The Gentle Side of Abortion
For some inexplicable reason, a bunch of elitist fat middle-aged white men have decided to devote their energy to revive a prehistoric war on women’s bodies, namely their reproductive rights. Since the Obama election in 2008, abortion has resurfaced as a “hot potato” topic that has inspired an alarming amount of hostile, inappropriate behavior. Unfortunately, our supreme court has validated much of the shameless vigilantism masqueraded as religious freedom, with rulings such as the elimination of buffer zones for abortion clinics that make the women and the workers open targets for the angry, unruly mobs.
Following society’s non-controversial politically correct mindset of whitewashing hard truths, films and TV shows have largely ignored this subject in fears of receiving scrutiny from one or a group of vocal disgruntled consumers. Even the movies and TV shows have dealt with the subject matter have been ridiculously sheepish in their depiction of abortion. Reportedly, Girls a show that has a good reputation for dealing with hard-hitting issues concerning young women (a stance with which I personally disagree), had the character have an eleventh hour miscarriage in lieu of an abortion.
This summer, an indie comedy entitled Obvious Child has received a lot of favorable coverage from the higher end publications such as Slate, Salon, and NPR for being the first piece of entertainment since Maude or All in the Family to handle the subject in an open and honest way (and not cop out at the last second).
Contrary to my impassioned, partisan rant, Obvious Child is actually a light (but not air-headed), humorous, and intimate account of Donna (Jenny Slate), a woman pushing 30 without a steady career, though she pursues stand-up comedy on the side, where she bares all (figuratively speaking).
Like most current indie rom coms, it suffers from a weak first act that’s a bit too sitcomish. Instead of building character, the screenplay is preoccupied with one-liners designed for big laughs. It gives us caricatures rather than characters. For example, Donna’s boyfriend, whose eyes are callously fixated on his phone as he is breaking up with her, is so unbelievably douchy that it makes it hard to believe what she ever saw in him. The film draws out Donna’s grief, manifested in a seemingly never ending montage of her drunk messaging his answering machine and semi-stalking him, to the point that it becomes exasperating.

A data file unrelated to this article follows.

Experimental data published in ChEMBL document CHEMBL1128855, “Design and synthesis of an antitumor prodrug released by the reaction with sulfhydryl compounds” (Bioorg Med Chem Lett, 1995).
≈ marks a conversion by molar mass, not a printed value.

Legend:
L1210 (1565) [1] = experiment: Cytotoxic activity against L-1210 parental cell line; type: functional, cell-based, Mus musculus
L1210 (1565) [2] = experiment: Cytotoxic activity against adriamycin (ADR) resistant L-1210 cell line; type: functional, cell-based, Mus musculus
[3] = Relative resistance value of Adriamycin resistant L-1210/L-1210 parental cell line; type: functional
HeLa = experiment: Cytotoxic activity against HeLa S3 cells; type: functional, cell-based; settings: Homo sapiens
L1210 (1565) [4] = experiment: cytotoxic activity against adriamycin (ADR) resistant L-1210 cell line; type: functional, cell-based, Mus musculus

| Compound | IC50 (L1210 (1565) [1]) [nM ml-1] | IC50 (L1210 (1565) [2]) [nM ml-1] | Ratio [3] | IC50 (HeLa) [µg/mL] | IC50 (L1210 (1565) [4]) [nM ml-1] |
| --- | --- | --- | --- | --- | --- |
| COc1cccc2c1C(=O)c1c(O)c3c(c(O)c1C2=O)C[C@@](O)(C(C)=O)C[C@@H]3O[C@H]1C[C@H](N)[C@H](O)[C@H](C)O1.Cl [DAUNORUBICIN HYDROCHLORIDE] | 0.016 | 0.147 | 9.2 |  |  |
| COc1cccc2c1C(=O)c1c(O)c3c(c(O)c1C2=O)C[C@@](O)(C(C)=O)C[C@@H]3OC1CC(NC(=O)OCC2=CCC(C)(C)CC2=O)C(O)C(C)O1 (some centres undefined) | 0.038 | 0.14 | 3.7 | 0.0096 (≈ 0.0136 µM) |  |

After another prolonged montage, this time of the drunken one-night stand between Donna and Max (Jake Lacy) a young IT man whom she met at the comedy club, the film finally settles into its groove after the revelation of Donna’s pregnancy.
In The last two-thirds of Obvious Child, there are two streaming plotlines that are at once connected and seperate: the brief time leading up to the abortion (on Valentine’s Day) and the blossoming romance between Donna and Max. Instead of several situations in the plot, the film finds its humor from the realistic and awkward interactions between two or three characters at a time, particularly from neurotic Donna and shy Max who stumble their way through romance.
While Gillian Robespierre’s writing and directing are good, this film is primarily an actor’s showcase.
Jenny Slate, who got her start on SNL (though she was fired after one year), has steadily built a following with her quirky, adorably crude sense of humor. Obvious Child marks her first leading role in a film. In the headlining role, Slate naturally has received a significant amount of the accolades and deservedly so. She brings a lot of charm and endearingly neurotic wit, but she also captures her character’s vulnerability. Slate is a cross between the zaniness of Gilda Radner, to whom she also bears a close physical appearance and the cutesy foul-mouth of Sarah Silverman, minus the acidic undertone.
However, there are some minor hiccups in her performance where she strains too hard for laughs, such as when Donna embarrassingly tries to hide her embarrassment when Max walks in on her climbing into a box of books.
In a low-key role, Lacy is just as good as Slate, if not better. He gives a nuanced performance that’s a gentile parody of the docile and slightly bland, but very sweet mid-westerner (who warms a package of butter for Donna on a date). Despite the stereotypical exterior, Lacy subtly injects his character’s dry sense of humor that becomes more apparent towards the end.
The entire supporting cast is first-rate. Gaby Hoffman, a former child and teen star who has successfully reinvented herself as an Indie supporting staple, is stellar as Donna’s sensible and supportive roommate/best friend. Polly Draper, who is always an asset, plays Donna’s no-nonsense but loving and compassionate mother who has a surprising secret to reveal. David “Tobias” Cross is amusingly sleazy as a wealthy self-involved comic who hits on Donna at a time when she is most vulnerable.
As in the case of many movies and TV shows (the exception being Louie), the standup performances in Obvious Child come across as stale. Possibly because of the dictates of the moviemaking process, standup loses its immediacy and spontaneity. Only the last routine where she announces her abortion publicly in a Tig Notaro style makes an impact.
While I didn’t find Obvious Child as hilarious as the lady in front of me, who busted her guts laughing, I certainly found it to be a refreshing change of pace from the childish inanity of most summer fare. If you’re looking for an intelligent, gentle comedy, Obvious Child was made for you.